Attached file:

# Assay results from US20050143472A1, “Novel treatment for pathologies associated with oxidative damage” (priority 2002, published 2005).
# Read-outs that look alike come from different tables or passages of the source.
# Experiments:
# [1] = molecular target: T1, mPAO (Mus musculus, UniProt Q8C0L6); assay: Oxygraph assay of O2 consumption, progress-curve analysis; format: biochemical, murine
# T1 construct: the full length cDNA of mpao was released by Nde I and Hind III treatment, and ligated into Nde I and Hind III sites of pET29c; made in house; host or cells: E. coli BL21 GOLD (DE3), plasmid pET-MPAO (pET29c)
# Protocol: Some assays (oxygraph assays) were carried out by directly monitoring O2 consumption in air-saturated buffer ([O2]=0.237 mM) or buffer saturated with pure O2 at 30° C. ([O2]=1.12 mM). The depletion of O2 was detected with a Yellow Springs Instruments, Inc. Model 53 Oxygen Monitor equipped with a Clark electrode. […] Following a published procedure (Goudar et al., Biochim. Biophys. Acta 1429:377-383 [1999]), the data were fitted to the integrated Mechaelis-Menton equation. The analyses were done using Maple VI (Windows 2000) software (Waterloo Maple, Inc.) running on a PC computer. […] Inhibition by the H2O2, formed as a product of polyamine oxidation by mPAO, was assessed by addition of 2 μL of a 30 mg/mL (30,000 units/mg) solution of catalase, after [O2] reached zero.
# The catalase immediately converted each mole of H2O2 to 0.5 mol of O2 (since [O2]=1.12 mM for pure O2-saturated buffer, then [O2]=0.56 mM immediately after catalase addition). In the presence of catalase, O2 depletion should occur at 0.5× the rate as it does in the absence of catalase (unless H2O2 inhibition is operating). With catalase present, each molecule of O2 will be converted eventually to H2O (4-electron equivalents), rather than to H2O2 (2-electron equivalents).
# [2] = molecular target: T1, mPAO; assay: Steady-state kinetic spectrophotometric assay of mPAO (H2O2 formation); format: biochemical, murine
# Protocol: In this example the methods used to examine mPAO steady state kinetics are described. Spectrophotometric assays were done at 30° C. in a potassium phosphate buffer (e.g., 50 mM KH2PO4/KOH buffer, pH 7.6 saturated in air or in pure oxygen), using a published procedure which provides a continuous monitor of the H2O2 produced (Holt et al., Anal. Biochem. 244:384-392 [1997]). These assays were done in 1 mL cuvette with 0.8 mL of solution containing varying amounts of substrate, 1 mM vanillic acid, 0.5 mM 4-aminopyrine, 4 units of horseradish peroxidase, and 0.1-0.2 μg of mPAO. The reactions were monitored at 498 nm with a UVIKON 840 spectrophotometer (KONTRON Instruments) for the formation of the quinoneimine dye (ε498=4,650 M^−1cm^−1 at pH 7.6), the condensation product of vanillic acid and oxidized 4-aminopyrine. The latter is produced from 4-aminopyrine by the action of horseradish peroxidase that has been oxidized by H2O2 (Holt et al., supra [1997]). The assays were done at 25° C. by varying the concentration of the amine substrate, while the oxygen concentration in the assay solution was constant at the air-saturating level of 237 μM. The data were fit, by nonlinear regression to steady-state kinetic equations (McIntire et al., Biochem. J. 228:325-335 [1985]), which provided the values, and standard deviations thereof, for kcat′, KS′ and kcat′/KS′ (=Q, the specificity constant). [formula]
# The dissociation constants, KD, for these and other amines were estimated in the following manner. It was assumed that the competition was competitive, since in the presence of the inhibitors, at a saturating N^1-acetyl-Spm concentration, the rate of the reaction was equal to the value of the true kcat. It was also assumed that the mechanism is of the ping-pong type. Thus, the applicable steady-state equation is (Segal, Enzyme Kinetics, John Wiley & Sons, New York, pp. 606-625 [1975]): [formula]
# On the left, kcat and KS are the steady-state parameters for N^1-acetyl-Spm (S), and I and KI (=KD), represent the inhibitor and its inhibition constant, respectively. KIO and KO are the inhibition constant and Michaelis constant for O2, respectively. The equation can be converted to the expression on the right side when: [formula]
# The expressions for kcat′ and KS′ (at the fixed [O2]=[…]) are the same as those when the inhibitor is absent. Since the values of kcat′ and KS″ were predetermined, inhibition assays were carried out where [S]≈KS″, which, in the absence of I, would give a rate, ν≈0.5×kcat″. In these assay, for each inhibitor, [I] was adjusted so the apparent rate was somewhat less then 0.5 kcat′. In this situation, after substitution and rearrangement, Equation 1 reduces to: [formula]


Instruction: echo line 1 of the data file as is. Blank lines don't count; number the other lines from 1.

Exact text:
# Assay results from US20050143472A1, “Novel treatment for pathologies associated with oxidative damage” (priority 2002, published 2005).